How to not give up when paying off debt

“I can’t do this anymore, I feel like I am running but not getting anywhere and I want to quit.” That’s what the message I got on Facebook read. 

It wasn’t the first time I have gotten a comment or email from someone who was just at the end of their financial rope. I get hundreds of messages and comments each week from women who are frustrated, exhausted and they just want to give up. 

It’s really hard when you’re clawing your way out of debt and you just don’t seem to be getting anywhere. The number just isn’t moving fast enough. Or you build your emergency fund and you feel like you’re really getting somewhere and then life comes and knocks your feet out from under you. That emergency fund is gone and you’re back to zero. 

Oh sister, I have been there more times than I can count. 

It feels so overwhelming when you’re working so hard and not getting ahead. And it can become so easy to look at what another family is doing and what is working for them and feel like a total failure. But you’re not. 

Today I want to offer you a little encouragement, but I also want to give you a few ideas of things you can do when you just feel like it’s not working. 

Take a break

Can you go a full week without sleep? Just running and never stopping? Nope. That’s now what your body was designed to do. You have to sleep at night. That’s when your body heals and restores. Just like you need to give your body rest, you need to give your brain and emotions a break from the contestant pursuit of paying off debt. 

I am not telling you to stop paying off debt. I am not telling you to ignore your problem. I am not telling you to go on a spending spree and rack up MORE debt. I am simply telling you to take a break. Decide that for one week you aren’t going to talk about your debt. You’re not going to obsess over it, cry over it or worry about it. You’re going to take a little mental vacation. Clear your head and come back. 

Take stock

Sometimes when we get overwhelmed it becomes easy to throw a pity party and only think about what we haven’t accomplished, rather than focusing on what we have. Instead of looking at how far you have to go take stock of how far you have come. Make a mental list of the things you have accomplished, it can be something big like listing off the debts you have paid off or the money you have put into your emergency fund. Or it can be something small like making your first budget and sticking to it for a whole month.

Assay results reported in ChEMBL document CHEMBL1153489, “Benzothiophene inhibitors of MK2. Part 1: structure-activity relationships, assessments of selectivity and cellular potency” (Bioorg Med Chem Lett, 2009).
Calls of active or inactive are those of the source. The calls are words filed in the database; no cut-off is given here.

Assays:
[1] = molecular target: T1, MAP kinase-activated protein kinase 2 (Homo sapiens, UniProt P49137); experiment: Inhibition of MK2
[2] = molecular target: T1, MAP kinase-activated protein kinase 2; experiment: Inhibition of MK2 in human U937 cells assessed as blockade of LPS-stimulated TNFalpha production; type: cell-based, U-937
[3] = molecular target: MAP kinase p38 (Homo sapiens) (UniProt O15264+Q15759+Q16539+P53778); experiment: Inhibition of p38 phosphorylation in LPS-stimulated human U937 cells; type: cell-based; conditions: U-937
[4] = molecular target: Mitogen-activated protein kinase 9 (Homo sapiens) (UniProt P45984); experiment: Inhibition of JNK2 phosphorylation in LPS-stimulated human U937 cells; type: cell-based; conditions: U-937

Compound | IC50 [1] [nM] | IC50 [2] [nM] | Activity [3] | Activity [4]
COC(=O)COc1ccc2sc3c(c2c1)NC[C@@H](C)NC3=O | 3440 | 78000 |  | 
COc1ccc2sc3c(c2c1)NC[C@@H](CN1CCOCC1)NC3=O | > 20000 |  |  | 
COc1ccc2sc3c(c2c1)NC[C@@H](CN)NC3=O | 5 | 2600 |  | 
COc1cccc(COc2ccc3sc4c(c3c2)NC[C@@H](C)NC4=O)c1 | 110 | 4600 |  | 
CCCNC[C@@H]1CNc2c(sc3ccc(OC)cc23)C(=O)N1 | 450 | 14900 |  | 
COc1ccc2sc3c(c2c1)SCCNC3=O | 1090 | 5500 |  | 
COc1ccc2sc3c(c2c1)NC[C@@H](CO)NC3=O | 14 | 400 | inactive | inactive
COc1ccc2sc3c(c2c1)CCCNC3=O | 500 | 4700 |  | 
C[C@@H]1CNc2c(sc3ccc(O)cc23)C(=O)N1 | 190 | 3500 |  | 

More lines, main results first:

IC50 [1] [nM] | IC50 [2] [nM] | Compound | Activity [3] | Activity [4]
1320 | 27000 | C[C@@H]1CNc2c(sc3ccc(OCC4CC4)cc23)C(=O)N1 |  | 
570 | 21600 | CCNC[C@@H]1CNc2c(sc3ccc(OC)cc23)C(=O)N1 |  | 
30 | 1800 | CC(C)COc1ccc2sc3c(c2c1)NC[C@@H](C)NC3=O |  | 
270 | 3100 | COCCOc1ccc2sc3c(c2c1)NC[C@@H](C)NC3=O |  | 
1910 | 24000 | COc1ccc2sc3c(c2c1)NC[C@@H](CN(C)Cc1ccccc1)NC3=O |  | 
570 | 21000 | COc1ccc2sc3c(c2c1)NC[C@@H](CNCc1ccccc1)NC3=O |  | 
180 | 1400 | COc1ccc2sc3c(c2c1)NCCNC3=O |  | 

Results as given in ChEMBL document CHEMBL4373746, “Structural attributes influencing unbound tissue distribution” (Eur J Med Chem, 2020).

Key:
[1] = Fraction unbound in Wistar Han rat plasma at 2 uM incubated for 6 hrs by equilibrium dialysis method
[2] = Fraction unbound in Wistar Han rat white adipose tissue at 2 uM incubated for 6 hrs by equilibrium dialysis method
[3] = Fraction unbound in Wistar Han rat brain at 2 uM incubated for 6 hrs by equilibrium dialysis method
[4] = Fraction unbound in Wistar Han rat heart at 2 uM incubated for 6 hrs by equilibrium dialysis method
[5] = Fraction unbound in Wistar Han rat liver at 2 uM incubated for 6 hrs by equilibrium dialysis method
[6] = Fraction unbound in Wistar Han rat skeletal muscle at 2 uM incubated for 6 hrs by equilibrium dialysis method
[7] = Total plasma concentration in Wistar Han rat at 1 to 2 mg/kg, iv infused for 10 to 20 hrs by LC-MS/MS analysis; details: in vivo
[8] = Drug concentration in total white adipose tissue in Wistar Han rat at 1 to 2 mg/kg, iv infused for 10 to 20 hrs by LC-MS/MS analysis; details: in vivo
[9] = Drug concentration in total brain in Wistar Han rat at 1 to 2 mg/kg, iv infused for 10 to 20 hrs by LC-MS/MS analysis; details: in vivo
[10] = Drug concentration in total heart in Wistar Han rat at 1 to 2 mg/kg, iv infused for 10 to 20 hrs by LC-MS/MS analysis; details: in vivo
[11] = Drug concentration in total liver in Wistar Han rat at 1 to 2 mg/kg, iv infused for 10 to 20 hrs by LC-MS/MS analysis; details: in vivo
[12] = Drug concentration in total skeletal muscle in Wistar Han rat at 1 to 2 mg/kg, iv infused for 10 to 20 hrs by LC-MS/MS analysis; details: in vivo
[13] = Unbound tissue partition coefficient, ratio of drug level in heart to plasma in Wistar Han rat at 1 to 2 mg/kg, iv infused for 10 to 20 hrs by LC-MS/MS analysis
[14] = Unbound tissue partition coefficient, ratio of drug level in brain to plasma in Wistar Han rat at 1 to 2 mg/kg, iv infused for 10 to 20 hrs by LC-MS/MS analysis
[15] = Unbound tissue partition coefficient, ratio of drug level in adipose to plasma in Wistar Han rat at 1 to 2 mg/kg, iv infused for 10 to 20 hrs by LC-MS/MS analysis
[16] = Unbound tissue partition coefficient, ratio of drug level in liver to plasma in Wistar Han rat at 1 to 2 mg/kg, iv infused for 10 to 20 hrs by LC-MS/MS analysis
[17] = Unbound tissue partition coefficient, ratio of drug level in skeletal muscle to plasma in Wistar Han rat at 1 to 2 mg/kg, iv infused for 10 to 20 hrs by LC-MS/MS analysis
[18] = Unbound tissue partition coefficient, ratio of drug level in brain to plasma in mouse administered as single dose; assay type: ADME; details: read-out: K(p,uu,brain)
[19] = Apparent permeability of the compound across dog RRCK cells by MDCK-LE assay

We often stand in the middle of the road and cry about how far the finish line is when we could simply turn around and be shocked by how far we have already run. 

Instead of focusing on the battles you haven't started fighting yet, focus on the war you have already won.

By focusing on the things we have done we can change our attitude. It gives us a sense of vigor. 

Take an honest look

Sacrifice can hurt. It’s not easy. It’s uncomfortable and we just don’t want to do it. But sacrifices are usually short term. We are trading in what we want right now for what we want long term. 

So if you’re not getting where you want in the debt payoff process this might be a time to take another look at your budget. It might be time to make really tough choices and get a little brutal in the process. 

If you’ve already cut out every possible thing you can cut and there is nothing left (and I mean NOTHING) then know you are doing the best you can and don’t beat yourself up. 

Take on extra work

I know, I know you are getting really tired of seeing bloggers write that. You are probably thinking "you can’t just snap your fingers and make a job appear." I know that. But there are probably far more opportunities out there for you than you realize. 

Start small. What would just $50 extra a week do for your family? I say this without judgment and from experience, taking a job you don’t necessarily like in order to make ends meet is far better than worrying about money. So you might not like the idea of babysitting someone's kids, or working overnight at the supermarket (for real, that was my job!) but it’s better than being broke. 

Take time to respect your place and not someone else’s 

It is so easy to look at what someone else is doing or read a blog about someone else’s life and feel like garbage. But you are not someone else. You are you. Don’t fall into the trap of comparison and get so stuck you can’t find your way out. 

You don’t know that person’s income. They may have less debt than you. They may have been at it longer. They may not have kids with food allergies. They may live in a place where the cost of living is less. There are a million little reasons why someone else’s path won’t be the same as yours. Yours might be longer and more frustrating than mine, but it may also be easier than your neighbors. We just never know what is really going on. 

So respect where you are. Respect yourself as an individual and don’t worry about how fast or how slow someone else is moving.